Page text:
Chiari Malformation Specialists

The Metropolitan Neurosurgery Group -  - Neurosurgery

The Metropolitan Neurosurgery Group

Neurosurgery located in Silver Spring, MD

You can have a Chiari malformation and never develop problems, but once symptoms appear, surgery is the primary treatment. The board-certified neurosurgeons at The Metropolitan Neurosurgery Group in Silver Spring, Maryland, have extensive experience in Chiari malformations. They see patients from around the world, they’ve published many articles, and as the director of the greater Washington Metropolitan Chiari Syringomyelia Foundation, Fraser Henderson, Sr., MD, sponsors regular Chiari malformation lectures. If you need expert surgical care for a Chiari malformation, call the office today.

Chiari Malformation Q & A

What is a Chiari Malformation?

Your spinal cord travels through an opening at the base of your skull and then connects with your brain. A Chiari malformation develops when a problem such as a structural defect in your skull or spine allows part of the brain to go through the opening.

When the brain pushes into the opening, it creates pressure that affects the normal flow of cerebrospinal fluid. This can lead to a buildup of fluid in the spinal cord, a condition called syringomyelia, or in the brain, which is called hydrocephalus.

There are four types of Chiari malformations:

  • Type I: The most common type of Chiari malformation, type I occurs during fetal development, causing portions of the cerebellum called the cerebellar tonsils to protrude into the spinal canal. Type I often goes undiagnosed until symptoms appear during adolescence or adulthood.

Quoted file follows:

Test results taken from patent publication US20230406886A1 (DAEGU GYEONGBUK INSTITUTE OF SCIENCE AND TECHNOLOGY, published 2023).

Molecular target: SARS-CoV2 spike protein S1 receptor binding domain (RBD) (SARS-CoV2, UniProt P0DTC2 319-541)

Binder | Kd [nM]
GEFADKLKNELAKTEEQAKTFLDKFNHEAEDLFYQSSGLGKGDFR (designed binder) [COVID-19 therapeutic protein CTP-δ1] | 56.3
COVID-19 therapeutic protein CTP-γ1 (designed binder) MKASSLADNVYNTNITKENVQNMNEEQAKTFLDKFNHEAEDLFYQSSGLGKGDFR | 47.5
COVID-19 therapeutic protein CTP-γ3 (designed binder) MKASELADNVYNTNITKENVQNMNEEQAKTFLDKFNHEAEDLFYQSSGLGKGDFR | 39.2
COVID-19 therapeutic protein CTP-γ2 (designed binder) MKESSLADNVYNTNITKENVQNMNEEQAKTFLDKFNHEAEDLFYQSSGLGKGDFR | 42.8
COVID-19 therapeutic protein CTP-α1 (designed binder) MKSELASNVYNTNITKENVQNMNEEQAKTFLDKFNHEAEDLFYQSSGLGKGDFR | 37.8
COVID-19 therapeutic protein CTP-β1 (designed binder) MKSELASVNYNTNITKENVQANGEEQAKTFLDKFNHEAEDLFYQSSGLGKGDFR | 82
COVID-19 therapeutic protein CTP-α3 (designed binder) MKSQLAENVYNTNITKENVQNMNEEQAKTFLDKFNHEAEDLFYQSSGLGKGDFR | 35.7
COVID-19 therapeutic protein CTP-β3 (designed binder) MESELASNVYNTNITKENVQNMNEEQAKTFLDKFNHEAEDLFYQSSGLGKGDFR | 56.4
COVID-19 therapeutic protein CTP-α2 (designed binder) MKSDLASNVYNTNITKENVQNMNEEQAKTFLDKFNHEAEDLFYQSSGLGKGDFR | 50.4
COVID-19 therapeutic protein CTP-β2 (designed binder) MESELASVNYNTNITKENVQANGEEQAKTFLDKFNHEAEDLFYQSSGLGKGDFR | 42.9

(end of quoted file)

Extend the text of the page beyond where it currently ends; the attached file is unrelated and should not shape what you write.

• Type II: In a type II Chiari malformation, more of the brain pushes into the spinal canal. This type is usually caused by myelomeningocele, a type of spina bifida, in which the spinal cord doesn’t close properly.
  • Type III: This Chiari malformation is a rare condition in which a portion of the brain pushes out through a defect in the back of the head or neck. A type III malformation is associated with neurological damage and a high mortality rate.
  • Type IV: A type IV Chiari malformation is the rarest and most severe. In this condition, the cerebellum fails to fully develop. Other brain malformations may also occur.

What Symptoms Develop Due to a Chiari Malformation?

When symptoms develop in a patient with a type I Chiari malformation, they experience problems such as:

  • Severe neck and head pain
  • Occipital headache (at the base of the skull)
  • Weakness in hands and arms
  • Dizziness
  • Balance problems
  • Muscle spasticity
  • Blurred vision
  • Sensitivity to bright light
  • Fluid-filled cyst in the spinal cord
  • Loss of sensation in the upper body and arms
  • Delayed motor development
  • Difficulty swallowing

If you have a type II malformation, you may have involuntary eye movements, loss of arm strength, or brief periods when you stop breathing. 

Type III and type IV are rare and serious types of Chiari malformations. Infants with type III may have all the symptoms of type II, as well as developmental delays, seizures, and herniation of the brain through an abnormal opening in the back of the skull. Unfortunately, the underdeveloped brain in those with a type IV Chiari malformation means they seldom survive infancy.

How is a Chiari Malformation Treated?

When you don’t have symptoms, your Chiari malformation may not need treatment. Once treatment is necessary, however, surgery is your only option. Your neurosurgeon may perform procedures such as:

  • Suboccipital craniectomy
  • Occipitocervical fusion
  • Posterior fossa decompression surgery
  • Treatment of syringomyelia, such as inserting a shunt

If you need expert treatment for a Chiari malformation, call The Metropolitan Neurosurgery Group.